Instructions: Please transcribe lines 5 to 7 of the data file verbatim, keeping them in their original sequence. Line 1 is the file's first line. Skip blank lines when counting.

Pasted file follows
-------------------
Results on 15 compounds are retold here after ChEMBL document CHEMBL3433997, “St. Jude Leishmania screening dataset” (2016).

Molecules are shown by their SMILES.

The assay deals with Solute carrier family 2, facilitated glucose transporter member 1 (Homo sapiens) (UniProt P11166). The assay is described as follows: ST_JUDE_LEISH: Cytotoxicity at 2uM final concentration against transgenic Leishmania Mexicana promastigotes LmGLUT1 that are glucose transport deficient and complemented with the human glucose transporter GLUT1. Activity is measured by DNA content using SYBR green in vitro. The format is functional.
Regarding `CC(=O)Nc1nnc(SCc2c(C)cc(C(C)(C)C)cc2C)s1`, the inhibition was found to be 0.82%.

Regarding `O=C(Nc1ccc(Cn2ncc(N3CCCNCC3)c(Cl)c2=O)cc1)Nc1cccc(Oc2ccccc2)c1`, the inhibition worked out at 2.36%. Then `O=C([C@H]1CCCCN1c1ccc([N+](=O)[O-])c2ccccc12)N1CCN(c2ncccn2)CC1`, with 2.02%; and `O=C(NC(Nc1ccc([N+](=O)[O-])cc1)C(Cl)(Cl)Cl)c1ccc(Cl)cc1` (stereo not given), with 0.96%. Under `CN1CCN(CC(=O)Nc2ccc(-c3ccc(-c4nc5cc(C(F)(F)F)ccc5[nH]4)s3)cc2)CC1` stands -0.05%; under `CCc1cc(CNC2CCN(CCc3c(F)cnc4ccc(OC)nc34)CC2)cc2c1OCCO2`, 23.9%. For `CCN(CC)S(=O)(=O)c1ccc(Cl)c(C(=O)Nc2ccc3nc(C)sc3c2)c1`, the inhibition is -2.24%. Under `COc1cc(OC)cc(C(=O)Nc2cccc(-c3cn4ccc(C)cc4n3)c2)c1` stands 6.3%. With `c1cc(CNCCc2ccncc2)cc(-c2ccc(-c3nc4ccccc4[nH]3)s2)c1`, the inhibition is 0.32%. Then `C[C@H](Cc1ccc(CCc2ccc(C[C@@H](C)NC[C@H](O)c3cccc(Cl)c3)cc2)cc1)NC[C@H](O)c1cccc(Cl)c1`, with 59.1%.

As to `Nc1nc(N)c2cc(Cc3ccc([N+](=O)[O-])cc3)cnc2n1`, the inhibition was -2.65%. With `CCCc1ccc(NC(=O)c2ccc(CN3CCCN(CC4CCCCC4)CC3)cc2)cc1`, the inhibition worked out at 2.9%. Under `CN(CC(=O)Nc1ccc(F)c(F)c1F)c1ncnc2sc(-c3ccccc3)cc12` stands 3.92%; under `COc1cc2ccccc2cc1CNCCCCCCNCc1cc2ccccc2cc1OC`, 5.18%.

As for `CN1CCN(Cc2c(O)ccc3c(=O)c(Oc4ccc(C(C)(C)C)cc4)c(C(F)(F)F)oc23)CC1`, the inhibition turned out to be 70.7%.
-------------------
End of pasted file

Regarding `O=C(Nc1ccc(Cn2ncc(N3CCCNCC3)c(Cl)c2=O)cc1)Nc1cccc(Oc2ccccc2)c1`, the inhibition worked out at 2.36%. Then `O=C([C@H]1CCCCN1c1ccc([N+](=O)[O-])c2ccccc12)N1CCN(c2ncccn2)CC1`, with 2.02%; and `O=C(NC(Nc1ccc([N+](=O)[O-])cc1)C(Cl)(Cl)Cl)c1ccc(Cl)cc1` (stereo not given), with 0.96%. Under `CN1CCN(CC(=O)Nc2ccc(-c3ccc(-c4nc5cc(C(F)(F)F)ccc5[nH]4)s3)cc2)CC1` stands -0.05%; under `CCc1cc(CNC2CCN(CCc3c(F)cnc4ccc(OC)nc34)CC2)cc2c1OCCO2`, 23.9%. For `CCN(CC)S(=O)(=O)c1ccc(Cl)c(C(=O)Nc2ccc3nc(C)sc3c2)c1`, the inhibition is -2.24%. Under `COc1cc(OC)cc(C(=O)Nc2cccc(-c3cn4ccc(C)cc4n3)c2)c1` stands 6.3%. With `c1cc(CNCCc2ccncc2)cc(-c2ccc(-c3nc4ccccc4[nH]3)s2)c1`, the inhibition is 0.32%. Then `C[C@H](Cc1ccc(CCc2ccc(C[C@@H](C)NC[C@H](O)c3cccc(Cl)c3)cc2)cc1)NC[C@H](O)c1cccc(Cl)c1`, with 59.1%.

As to `Nc1nc(N)c2cc(Cc3ccc([N+](=O)[O-])cc3)cnc2n1`, the inhibition was -2.65%. With `CCCc1ccc(NC(=O)c2ccc(CN3CCCN(CC4CCCCC4)CC3)cc2)cc1`, the inhibition worked out at 2.9%. Under `CN(CC(=O)Nc1ccc(F)c(F)c1F)c1ncnc2sc(-c3ccccc3)cc12` stands 3.92%; under `COc1cc2ccccc2cc1CNCCCCCCNCc1cc2ccccc2cc1OC`, 5.18%.

As for `CN1CCN(Cc2c(O)ccc3c(=O)c(Oc4ccc(C(C)(C)C)cc4)c(C(F)(F)F)oc23)CC1`, the inhibition turned out to be 70.7%.